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Neighbors Growing Together | Jul 18, 2018

Grassley satisfied no deal on DACA, but Democrats said there is agreement

By Ed Tibbetts, Quad City Times | Sep 15, 2017

Reports of an apparent deal between President Donald Trump and Democratic congressional leaders on the fate of hundreds of thousands of young undocumented immigrants alarmed some Iowa Republicans in Congress.

However, Sen. Chuck Grassley, R-Iowa, said late this morning he was reassured by a tweet from the president that there is no deal.

“Democrats drew the wrong conclusion," Grassley told reporters in Washington, D.C.

The exact details of what transpired between the president and Senate Democratic Leader Chuck Schumer, D-New York, and House Democratic Leader Nancy Pelosi, D-Calif., at a White House meeting Wednesday weren't clear.

Late Wednesday, news reports said the Democrats reported they had a deal with Trump to protect the immigrants and strengthen border security, but without a wall.

The reports drew a sharp response from some Republicans and Trump supporters.

During the campaign, Trump promised to build a wall, at Mexico's expense, and he took a hard line on immigration.

Rep. Steve King, R-Iowa, reacting to an Associated Press report on the matter, tweeted late Wednesday: "If AP is correct, Trump base is blown up, destroyed, irreparable, and disillusioned beyond repair. No promise is credible."

Grassley, in his own tweet Thursday morning, also expressed concerns. There are efforts ongoing in Congress to come to an agreement and Grassley suggested in a tweet Thursday morning this would have undermined those efforts.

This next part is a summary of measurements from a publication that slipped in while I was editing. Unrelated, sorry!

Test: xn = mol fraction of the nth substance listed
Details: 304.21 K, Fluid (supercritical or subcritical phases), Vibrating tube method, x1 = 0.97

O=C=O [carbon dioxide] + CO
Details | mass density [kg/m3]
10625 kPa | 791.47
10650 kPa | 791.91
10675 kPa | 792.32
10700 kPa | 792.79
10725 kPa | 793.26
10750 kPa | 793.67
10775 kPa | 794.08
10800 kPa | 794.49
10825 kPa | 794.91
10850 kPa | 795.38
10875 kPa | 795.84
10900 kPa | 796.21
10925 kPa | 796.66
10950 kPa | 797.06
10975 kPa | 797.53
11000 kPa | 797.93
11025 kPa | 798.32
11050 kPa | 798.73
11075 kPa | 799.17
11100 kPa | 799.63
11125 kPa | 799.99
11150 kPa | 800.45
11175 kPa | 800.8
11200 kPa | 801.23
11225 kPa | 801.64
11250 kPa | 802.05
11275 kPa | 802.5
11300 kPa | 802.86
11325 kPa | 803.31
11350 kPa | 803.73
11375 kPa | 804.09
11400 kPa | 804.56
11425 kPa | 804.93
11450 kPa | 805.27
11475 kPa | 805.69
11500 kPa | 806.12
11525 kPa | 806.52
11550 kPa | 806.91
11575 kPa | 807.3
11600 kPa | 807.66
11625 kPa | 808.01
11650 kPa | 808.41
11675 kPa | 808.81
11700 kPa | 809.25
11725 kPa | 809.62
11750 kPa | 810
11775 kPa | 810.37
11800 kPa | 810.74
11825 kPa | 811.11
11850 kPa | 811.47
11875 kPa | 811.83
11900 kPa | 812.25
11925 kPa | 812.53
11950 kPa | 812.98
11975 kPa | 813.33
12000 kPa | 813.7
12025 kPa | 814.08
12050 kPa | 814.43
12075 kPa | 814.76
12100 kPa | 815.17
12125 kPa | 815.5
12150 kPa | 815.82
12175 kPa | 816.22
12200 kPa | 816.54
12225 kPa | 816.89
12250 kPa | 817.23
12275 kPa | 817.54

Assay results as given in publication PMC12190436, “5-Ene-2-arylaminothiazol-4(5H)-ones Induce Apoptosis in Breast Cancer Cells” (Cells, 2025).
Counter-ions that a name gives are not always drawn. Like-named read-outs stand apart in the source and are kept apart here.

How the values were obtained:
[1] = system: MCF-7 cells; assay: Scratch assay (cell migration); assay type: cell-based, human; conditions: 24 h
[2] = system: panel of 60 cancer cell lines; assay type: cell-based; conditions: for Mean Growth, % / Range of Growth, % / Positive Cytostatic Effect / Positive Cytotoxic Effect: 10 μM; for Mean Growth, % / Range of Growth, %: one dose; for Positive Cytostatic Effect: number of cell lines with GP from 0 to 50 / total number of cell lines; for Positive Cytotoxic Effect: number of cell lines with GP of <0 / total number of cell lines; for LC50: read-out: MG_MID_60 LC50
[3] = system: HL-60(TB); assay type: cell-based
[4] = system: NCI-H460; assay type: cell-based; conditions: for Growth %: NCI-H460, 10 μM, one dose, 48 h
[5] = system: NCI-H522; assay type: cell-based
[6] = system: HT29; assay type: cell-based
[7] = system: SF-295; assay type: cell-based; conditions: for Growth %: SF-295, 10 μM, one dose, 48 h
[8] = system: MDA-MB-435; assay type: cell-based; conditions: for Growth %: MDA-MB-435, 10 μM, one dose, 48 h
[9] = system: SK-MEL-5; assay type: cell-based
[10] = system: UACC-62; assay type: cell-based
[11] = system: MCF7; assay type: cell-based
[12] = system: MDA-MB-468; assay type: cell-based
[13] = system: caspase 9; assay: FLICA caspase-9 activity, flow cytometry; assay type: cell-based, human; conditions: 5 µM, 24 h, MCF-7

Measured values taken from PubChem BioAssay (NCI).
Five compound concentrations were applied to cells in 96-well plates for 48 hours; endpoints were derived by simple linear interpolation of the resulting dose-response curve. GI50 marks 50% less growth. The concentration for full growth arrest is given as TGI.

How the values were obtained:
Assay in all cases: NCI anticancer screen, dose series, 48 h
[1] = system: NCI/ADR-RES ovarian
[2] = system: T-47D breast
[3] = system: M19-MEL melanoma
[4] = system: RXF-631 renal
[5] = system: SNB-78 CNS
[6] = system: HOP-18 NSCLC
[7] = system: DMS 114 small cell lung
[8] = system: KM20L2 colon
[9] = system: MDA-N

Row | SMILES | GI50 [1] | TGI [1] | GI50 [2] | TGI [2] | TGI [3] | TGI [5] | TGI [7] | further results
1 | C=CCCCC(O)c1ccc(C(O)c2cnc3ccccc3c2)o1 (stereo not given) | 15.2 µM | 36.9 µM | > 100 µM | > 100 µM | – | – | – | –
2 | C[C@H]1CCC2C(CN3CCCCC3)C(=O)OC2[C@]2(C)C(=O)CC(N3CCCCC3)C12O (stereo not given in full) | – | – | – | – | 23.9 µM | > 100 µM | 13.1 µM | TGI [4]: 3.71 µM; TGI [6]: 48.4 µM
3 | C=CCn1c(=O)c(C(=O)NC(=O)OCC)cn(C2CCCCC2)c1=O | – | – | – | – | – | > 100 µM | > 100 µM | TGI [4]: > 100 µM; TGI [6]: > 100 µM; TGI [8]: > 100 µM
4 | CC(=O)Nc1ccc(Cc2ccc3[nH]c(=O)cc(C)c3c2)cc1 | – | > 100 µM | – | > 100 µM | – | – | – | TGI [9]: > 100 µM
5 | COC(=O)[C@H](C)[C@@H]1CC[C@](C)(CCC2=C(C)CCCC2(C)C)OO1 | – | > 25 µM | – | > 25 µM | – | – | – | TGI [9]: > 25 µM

After Trump tweeted Thursday that "no deal was made last night" and that "massive border security" would have to be part of any agreement, Grassley told reporters he was no longer concerned.

"If the report had been right, and it wasn't right, that he had reached an agreement with the Democrats that would have undercut us. But I'm satisfied with the president's tweet that he has not," Grassley said.

Democrats, though, stood their ground. Pelosi and Schumer t said they had come to an agreement with Trump.

"we agreed that the President would support enshrining DACA protections into law, and encourage the House and Senate to act."

For his part, the president said on Twitter that he would continue to push for building a wall, but he also questioned "why anybody would "really want to throw out good, educated and accomplished young people who have jobs, some serving in the military? Really!....."



A request for Sen. Joni Ernst's thoughts on the matter was answered with an email from a spokesperson.

"Senator Ernst will review any finalized proposals as they become available. Until we see such legislation, it is difficult to know exactly what it would entail," the email said.

The Trump administration moved a little more than a week ago to rescind the Obama-era executive order called DACA, or Deferred Action for Childhood Arrivals, and urged Congress to take up the matter.

The program allows young immigrants who were brought into the country illegally as children to remain on a temporary basis and work or go to school. About 800,000 are in the program.

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